Star power combined with powerful live performances and a compelling appeal for immediate action on music legislation reform marked this year’s GRAMMYs on the Hill Awards, April 13, 2016, in Washington, D.C.
GRAMMY winners Zac Brown Band, Congressmen Joseph Crowley (D-N.Y.) and Thomas J. Rooney (R-Fla.) , and representatives of the Charyl Stockwell Preparatory Academy of Brighton, Mich., all gave heartfelt speeches about the true value of music as they were honored by The Recording Academy for their contributions. The event was hosted by GRAMMY-winning singer/songwriter Jim Lauderdale and featured performances by GRAMMY winner Yolanda Adams, Ed Roland of Collective Soul, Lauderdale, Warren Haynes of the Allman Brothers, and honorees Zac Brown Band. The event also included surprise performances by Neil Portnow, President/CEO of The Recording Academy, performing on bass with Academy leaders Brandon Bush, Dan Warner, and Lee Levin, and honoree Crowley singing lead and playing guitar on The Band’s classic song “The Weight” as members of Congress sang along on stage.
The celebration was attended by such music luminaries as Josh Abbott of Josh Abbot Band, songwriter/producer Evan Bogart, GRAMMY winner Robert “Kool” Bell of Kool & the Gang; songwriter/producer Noel "Detail" Fisher; songwriter/producer Rodney Jerkins, songwriter/producer Kevin Kadish, GRAMMY winner Ramsey Lewis, songwriter/producer and The Academy's National Advocacy Committee co-chair Harvey Mason Jr., singer/songwriter Eddie Money, GRAMMY winner Smokey Robinson; GRAMMY winner Jon Secada; Kathy Sledge of Sister Sledge; Dee Snider of Twisted Sister,;hip-hop artist and Texas Chapter Trustee Paul Wall; and rap artist Wale, not to mention more than 30 members of Congress. The event offered all present a powerful reminder that the need for music law reforms has reached critical mass.
“Today, the music community stands together to call for comprehensive reform that helps ALL creators,” said Portnow in remarks to the lawmakers in attendance, later adding, “Your constituents are calling for your help more loudly and clearly than ever before. Will you answer their call?”
The following day, April 14, 200 members of The Recording Academy were briefed for a day of lobbying, with a keynote address by Danny Marti, the U.S. Intellectual Property Enforcement Coordinator, from the Executive Office of the President, and a live performance by Twisted Sister front man Dee Snider. Advocates then traveled to Capitol Hill to participate in more than 90 individual meetings with their elected representatives, asking congressional support for the Fair Play Fair Pay Act and the Allocation for Music Producers Act and discussing the need for reform for songwriters. Additionally, GRAMMY Advocates delivered a letter of unity signed by The Recording Academy and over a dozen music trade organizations, showing cohesive support for music reforms.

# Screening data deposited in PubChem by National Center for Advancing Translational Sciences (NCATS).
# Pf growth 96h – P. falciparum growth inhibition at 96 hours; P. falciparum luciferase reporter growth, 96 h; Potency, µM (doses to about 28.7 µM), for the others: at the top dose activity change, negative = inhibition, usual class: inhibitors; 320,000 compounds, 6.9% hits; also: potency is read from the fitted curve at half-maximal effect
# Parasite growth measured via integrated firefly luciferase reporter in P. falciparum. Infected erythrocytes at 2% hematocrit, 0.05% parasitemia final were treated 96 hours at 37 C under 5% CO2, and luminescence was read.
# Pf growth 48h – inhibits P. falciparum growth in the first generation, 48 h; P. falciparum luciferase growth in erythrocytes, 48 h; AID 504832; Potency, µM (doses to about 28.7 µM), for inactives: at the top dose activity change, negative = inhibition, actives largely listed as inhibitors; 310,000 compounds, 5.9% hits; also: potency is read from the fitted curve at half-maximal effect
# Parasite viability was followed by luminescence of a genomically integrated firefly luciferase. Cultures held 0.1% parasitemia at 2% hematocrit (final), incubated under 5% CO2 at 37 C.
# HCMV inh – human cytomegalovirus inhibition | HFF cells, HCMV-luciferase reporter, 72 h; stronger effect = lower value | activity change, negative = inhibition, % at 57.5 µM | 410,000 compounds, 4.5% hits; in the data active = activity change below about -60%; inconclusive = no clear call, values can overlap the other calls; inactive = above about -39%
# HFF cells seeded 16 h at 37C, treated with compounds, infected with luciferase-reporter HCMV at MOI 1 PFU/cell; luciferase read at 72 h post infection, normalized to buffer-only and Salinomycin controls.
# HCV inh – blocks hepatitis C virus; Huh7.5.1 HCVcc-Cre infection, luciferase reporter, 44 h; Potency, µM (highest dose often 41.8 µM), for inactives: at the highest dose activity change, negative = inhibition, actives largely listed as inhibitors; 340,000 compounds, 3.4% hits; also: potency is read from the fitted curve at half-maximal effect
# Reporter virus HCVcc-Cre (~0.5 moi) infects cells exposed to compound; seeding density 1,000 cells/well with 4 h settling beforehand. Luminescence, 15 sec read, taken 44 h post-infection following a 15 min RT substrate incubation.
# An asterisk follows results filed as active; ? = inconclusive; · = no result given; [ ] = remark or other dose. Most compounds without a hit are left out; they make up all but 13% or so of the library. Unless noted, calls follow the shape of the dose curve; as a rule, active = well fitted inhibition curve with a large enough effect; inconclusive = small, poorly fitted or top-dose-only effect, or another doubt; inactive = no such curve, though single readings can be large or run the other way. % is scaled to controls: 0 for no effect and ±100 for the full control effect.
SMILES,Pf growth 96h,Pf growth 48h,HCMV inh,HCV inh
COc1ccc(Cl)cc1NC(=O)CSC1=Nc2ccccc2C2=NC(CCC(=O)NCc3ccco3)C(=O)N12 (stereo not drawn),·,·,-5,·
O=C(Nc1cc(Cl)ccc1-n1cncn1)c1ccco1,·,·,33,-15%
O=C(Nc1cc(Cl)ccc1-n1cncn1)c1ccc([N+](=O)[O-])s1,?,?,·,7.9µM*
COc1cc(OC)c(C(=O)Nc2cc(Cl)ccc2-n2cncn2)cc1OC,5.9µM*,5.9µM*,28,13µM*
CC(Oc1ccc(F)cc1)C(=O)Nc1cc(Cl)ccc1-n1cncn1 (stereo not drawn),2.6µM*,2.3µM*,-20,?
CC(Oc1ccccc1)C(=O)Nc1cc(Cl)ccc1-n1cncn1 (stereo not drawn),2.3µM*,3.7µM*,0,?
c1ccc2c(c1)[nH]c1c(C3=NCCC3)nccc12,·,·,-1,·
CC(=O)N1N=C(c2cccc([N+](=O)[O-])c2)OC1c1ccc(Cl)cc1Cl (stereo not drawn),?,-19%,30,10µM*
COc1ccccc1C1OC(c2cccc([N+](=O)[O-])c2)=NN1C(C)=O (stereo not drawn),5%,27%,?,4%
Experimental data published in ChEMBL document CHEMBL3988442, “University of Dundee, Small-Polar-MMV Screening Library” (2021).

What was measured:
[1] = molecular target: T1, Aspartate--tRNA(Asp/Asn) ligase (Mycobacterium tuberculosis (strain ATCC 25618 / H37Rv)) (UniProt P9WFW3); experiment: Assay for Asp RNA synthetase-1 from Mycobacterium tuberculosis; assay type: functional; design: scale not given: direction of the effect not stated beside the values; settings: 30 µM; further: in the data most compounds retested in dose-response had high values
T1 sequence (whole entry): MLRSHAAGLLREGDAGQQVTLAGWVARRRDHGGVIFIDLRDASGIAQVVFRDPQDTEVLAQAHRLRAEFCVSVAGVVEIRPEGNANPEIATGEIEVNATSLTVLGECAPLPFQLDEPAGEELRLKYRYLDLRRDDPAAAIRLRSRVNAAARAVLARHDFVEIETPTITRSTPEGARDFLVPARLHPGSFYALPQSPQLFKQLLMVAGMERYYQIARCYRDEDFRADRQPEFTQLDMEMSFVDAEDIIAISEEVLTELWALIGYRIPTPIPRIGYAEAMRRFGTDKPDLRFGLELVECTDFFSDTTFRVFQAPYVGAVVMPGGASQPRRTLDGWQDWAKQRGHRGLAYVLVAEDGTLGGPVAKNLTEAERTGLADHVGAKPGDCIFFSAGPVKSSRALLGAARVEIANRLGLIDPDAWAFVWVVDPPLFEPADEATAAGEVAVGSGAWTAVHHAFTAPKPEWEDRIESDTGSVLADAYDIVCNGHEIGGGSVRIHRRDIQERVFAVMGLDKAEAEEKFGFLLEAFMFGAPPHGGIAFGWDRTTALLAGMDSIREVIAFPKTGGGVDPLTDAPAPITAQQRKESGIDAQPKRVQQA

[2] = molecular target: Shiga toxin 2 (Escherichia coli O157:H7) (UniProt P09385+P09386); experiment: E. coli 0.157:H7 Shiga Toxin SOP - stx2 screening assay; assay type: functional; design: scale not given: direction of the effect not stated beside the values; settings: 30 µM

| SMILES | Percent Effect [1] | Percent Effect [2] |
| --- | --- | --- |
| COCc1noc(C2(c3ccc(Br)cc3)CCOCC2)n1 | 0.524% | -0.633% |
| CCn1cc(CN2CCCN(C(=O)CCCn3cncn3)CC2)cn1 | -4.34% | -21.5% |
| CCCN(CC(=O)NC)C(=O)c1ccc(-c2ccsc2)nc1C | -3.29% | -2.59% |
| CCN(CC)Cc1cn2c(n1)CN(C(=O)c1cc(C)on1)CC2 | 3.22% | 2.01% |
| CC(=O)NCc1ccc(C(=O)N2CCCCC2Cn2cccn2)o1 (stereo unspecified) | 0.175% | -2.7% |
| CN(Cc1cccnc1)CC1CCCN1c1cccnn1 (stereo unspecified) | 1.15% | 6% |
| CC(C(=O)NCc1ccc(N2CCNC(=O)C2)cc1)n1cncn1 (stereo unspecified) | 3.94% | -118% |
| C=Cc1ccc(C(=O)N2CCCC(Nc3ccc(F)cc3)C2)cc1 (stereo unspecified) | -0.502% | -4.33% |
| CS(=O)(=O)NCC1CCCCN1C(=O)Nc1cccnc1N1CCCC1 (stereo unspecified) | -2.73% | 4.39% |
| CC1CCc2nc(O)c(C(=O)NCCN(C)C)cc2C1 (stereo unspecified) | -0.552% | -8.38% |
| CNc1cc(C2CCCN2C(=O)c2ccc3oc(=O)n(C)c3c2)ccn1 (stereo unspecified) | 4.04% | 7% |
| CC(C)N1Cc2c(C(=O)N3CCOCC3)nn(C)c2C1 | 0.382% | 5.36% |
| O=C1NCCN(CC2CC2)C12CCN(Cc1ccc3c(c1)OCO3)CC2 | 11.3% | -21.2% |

GRAMMYs on the Hill Advocacy Day closed with a first-ever outdoor demonstration and busking session at Upper Senate Park, where advocates wrapped a day of lobbying by singing “We Are Family” with Sister Sledge’s Kathy Sledge, backed by Academy members Mindi Abair on saxophone and Jim Lauderdale and Dan Warner of guitars. Advocates held up picket signs saying “Radio earns $$$billions, Nothing to Artists,” “Fair Play Fair Pay,” and “#SupportMusic” during the rally, which inspired singer-songwriter-actor Tyrese Gibson, to give an impromptu speech. “Our careers will continue to be compromised if we don’t start profiting and benefiting from our craft,” he said.
GRAMMYs on the Hill 2016 was marked by an elevated social media campaign on Twitter and other platforms. Additionally, a number of Academy leaders and members placed editorials and commentaries focused on music creator rights in local press, among them Carlos Alvarez, President of the Texas Chapter; KEM, Chicago Chapter Board Member; Lenny Marcus, a member based in Roanoke, Va.; and Harvey Mason Jr., co-chair of The Academy’s Advocacy Committee. Daryl P. Friedman, Chief Industry, Government & Member Relations Officer for The Recording Academy, penned an op-ed that appeared April 14 in The Hill that urges Congress to take action now to level the playing field for music creators.
Individuals can still add their voice to GRAMMYs on the Hill by using The Academy’s online advocacy tool to write their representatives in Congress and ask them to support pro-music legislation.